Hyundai Accent received full redesign in 2012 and with this redesign it became significantly more competitive. It is bigger than ever and comes with more equipment than before. As a result we are getting 2014 Hyundai Accent that is capable of competing side by side with many other cars from competition.
Versus many of its competitors– consisting of the Fiesta, the Fit, the Versa, the Chevy Sonic and the Toyota Yaris– the Accent has a styling advantage, provided we’re discussing the five-door hatchback. While the four-door is great– maybe a little homely– the five-door nails it, blending the usual hatchback profile with the cues and details that have actually ended up being Hyundai’s first real design statement. Cabin design ares much better, with nice low-gloss plastics and structured controls that completely provide the Accent more presence than you ‘d anticipate for the price.
Acceleration, trip, and managing for the 2014 Hyundai Accent are all on par for this sort of automobile. But thanks to a fuel-stingy direct-injection engine, it reaches a lofty goal of 38 mpg highway for all models, whether you pick the light-touch clutch version or the clean-shifting, Sport-moded automatic.
2014 Hyundai Accent Review
In terms of actual passenger space, the Accent’s interior is vast for a subcompact. The Honda Fit has even more space, and much more versatility, but even tall passengers will be able to find enough head and legroom in the front seats. Hatchbacks have about 8 cubic feet of storage space, however both Accents have big gloveboxes and bins and trays smartphones, energy drinks, and toll change. All the airbags and electronic aids are present in the 2014 Hyundai Accent, though no main safety scores are in.
The Accent earns regard with basic security control (obligatory in all automobiles for 2012) and curtain airbags. We consider Bluetooth a security function, and it’s basic or readily available on two of 3 Accent trim levels– and it’s suggested.
Price Of Accent
It’s also leaving leather upholstery and navigation systems to the competition, but the base Accent GLS sedan does include that safety equipment as well as tilt steering– but no air conditioning, and no audio system. Those are available in bundles, along with a USB port, satellite radio and power features. The base 2014 Hyundai Accent GS hatchback has more features than the price-leading sedan, and the SE bundles most of the features in as standard equipment, while still topping out at just under $17,000, not including destination. It’s no more the least-expensive new car you can buy– the Hyundai Accent is a much larger, more competent tale than that.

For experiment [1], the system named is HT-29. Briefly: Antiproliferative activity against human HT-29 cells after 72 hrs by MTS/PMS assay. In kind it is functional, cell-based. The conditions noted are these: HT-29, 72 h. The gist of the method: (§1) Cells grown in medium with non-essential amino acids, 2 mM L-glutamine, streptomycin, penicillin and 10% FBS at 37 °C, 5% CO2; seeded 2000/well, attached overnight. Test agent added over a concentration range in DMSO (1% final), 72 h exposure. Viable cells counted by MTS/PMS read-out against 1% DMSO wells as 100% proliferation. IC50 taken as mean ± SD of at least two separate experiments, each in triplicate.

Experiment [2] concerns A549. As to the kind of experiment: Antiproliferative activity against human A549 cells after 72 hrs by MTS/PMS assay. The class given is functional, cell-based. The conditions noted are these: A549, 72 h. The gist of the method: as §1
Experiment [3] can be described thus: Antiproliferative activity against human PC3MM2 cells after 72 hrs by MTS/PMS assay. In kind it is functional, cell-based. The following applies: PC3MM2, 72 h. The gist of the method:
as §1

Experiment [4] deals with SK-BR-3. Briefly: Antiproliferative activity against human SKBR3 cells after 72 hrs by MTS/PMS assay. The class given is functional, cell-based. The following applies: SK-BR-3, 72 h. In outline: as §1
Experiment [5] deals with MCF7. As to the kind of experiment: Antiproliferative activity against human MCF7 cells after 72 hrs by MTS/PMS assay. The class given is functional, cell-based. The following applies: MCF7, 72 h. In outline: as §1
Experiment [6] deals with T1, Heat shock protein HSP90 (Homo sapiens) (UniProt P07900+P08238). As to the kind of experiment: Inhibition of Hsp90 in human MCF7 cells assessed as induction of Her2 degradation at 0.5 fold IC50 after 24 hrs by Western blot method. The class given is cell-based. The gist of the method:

One by one, Hyundai has replaced a generation of bland, rather derivative designs with revolutionary ones that are daring and imaginative, with a distinctive, unique design direction.
With some of the brand’s swoopy ‘fluidic sculpture’ design cues and well-sculpted sheetmetal, the Accent is quite handsome. On sedans, the stubby trunk cuts short the curves of the roofline a bit soon, but the trapezoidal frame around the shoulder and the grille lines carved and honed into the Accent’s flanks accumulate into an authentic Hyundai design thesis. With the five-door, it gets better, as that shoulder line is drawn all the way out to its tightly pinched hatchback. The upthrusts of the taillamps are particularly strong details, wrapping around the hatchback and summarizing the styling like punctuation.
The dynamic sheetmetal has an equal in the Accent’s remarkably well-finished interior. Some passages of tough, shiny black plastic live on the low reaches of the doors and the center console, but it’s amazing exactly how carefully finished this entry-level automobile feels.
The 2014 Hyundai Accent hits a number of class benchmarks all at once, thanks to an affordable direct-injection engine and 38-mpg motorway scores for the entire lineup. But it’s hardly the quickest or sportiest entertainer in its class, and we ‘d say the driving experience is merely par for a high-mileage small car.
Going by specs panels, the 1.6-liter four-cylinder engine makes a best-in-class 138 horsepower and a respectable 123 pound-feet of torque, but acceleration is about average with zero-to-60 times no faster than about 10 seconds. Rev it above 3,500 rpm and you can extract a little more from it, but it does feel tired with more than two individuals aboard.
Both six-speed transmissions, manual or automatic, do a great job in maximizing the engine’s power. The stick is an excellent one, with extremely light uptake and lever feel, and an “eco” light to scold you when you’re winding out the engine excessive. The six-speed automatic has an ActiveEco function to complement its sport-shift mode; choose Eco and those upshifts come quickly.
With last year’s redesign came a much-needed chassis rethink, and with more nuanced suspension tuning and a new lightweight body structure (about 2,400 pounds) the Accent feels more graceful, if not edgy. The design includes twin-tube shocks and a stabilizer bar for the front struts, while the rear suspension sticks with the classic torsion-beam setup. Ride quality, similar to any short-wheelbase automobile, can be jarring over potholes and bouncy on frost-heaved motorways, however there’s certainly a more fluid trip quality below than previously.
We such as the rather meatier feel of the electricity power steering in SE versions, though throughout the lineup the guiding tuning seems like it’s trying to imitate the strong-centered feel of a big sedan; it’s fine, however it also does not make the 2014 Hyundai Accent feel as vibrant as it might be.